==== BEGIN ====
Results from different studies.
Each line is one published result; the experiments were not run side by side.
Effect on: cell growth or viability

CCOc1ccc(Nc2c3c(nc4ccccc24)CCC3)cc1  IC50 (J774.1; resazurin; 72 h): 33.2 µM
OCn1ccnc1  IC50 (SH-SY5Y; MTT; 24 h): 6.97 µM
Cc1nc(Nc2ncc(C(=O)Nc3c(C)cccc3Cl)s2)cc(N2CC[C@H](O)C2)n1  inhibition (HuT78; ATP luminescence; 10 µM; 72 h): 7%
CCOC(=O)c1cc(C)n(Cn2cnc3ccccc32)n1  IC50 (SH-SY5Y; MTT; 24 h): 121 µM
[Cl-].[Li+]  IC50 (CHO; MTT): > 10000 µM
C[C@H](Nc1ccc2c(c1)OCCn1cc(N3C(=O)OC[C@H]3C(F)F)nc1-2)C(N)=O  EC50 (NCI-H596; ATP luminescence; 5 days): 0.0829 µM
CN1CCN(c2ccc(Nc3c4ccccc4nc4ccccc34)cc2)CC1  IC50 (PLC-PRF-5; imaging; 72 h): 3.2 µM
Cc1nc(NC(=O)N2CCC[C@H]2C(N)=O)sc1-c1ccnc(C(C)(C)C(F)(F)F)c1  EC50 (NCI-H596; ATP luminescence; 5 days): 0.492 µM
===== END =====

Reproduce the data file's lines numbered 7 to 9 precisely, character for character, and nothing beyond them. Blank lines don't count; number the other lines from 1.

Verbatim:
CCOC(=O)c1cc(C)n(Cn2cnc3ccccc32)n1  IC50 (SH-SY5Y; MTT; 24 h): 121 µM
[Cl-].[Li+]  IC50 (CHO; MTT): > 10000 µM
C[C@H](Nc1ccc2c(c1)OCCn1cc(N3C(=O)OC[C@H]3C(F)F)nc1-2)C(N)=O  EC50 (NCI-H596; ATP luminescence; 5 days): 0.0829 µM